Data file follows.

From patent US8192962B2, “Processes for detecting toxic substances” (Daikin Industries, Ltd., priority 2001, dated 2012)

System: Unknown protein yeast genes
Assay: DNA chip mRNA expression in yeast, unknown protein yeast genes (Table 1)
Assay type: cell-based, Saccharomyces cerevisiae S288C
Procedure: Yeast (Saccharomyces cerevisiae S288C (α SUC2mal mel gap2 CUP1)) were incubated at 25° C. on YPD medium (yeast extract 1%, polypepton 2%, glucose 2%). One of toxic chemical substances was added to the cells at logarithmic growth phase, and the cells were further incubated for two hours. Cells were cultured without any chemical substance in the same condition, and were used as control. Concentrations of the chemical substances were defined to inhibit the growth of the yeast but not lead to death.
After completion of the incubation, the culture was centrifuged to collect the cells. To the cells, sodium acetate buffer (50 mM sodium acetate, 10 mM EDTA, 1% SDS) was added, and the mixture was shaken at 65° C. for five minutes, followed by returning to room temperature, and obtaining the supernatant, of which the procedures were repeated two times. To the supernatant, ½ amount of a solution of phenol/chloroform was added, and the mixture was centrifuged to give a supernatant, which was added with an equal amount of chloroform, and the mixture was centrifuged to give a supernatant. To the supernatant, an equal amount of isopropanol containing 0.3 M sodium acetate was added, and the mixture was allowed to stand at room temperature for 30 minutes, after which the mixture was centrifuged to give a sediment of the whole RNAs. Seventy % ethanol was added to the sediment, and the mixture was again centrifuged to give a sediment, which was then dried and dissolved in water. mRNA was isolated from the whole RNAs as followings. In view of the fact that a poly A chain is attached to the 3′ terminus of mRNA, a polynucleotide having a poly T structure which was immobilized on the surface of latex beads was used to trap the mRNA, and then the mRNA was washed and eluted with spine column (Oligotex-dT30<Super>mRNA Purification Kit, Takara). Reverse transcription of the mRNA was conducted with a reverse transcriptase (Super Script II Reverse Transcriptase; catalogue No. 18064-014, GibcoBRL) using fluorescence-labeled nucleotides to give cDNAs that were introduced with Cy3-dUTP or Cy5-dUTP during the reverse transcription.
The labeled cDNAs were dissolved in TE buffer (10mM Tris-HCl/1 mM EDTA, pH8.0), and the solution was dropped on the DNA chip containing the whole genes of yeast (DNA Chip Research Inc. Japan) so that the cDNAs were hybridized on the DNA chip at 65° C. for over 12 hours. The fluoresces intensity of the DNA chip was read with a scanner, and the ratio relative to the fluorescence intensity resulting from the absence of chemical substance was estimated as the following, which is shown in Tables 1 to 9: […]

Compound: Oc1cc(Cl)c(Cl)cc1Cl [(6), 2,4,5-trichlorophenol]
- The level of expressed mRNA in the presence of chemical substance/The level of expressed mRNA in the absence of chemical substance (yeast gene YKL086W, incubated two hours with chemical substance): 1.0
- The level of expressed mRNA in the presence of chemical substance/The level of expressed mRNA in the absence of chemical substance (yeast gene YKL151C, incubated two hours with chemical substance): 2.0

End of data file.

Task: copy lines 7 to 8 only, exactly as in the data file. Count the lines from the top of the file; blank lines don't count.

The labeled cDNAs were dissolved in TE buffer (10mM Tris-HCl/1 mM EDTA, pH8.0), and the solution was dropped on the DNA chip containing the whole genes of yeast (DNA Chip Research Inc. Japan) so that the cDNAs were hybridized on the DNA chip at 65° C. for over 12 hours. The fluoresces intensity of the DNA chip was read with a scanner, and the ratio relative to the fluorescence intensity resulting from the absence of chemical substance was estimated as the following, which is shown in Tables 1 to 9: […]

Compound: Oc1cc(Cl)c(Cl)cc1Cl [(6), 2,4,5-trichlorophenol]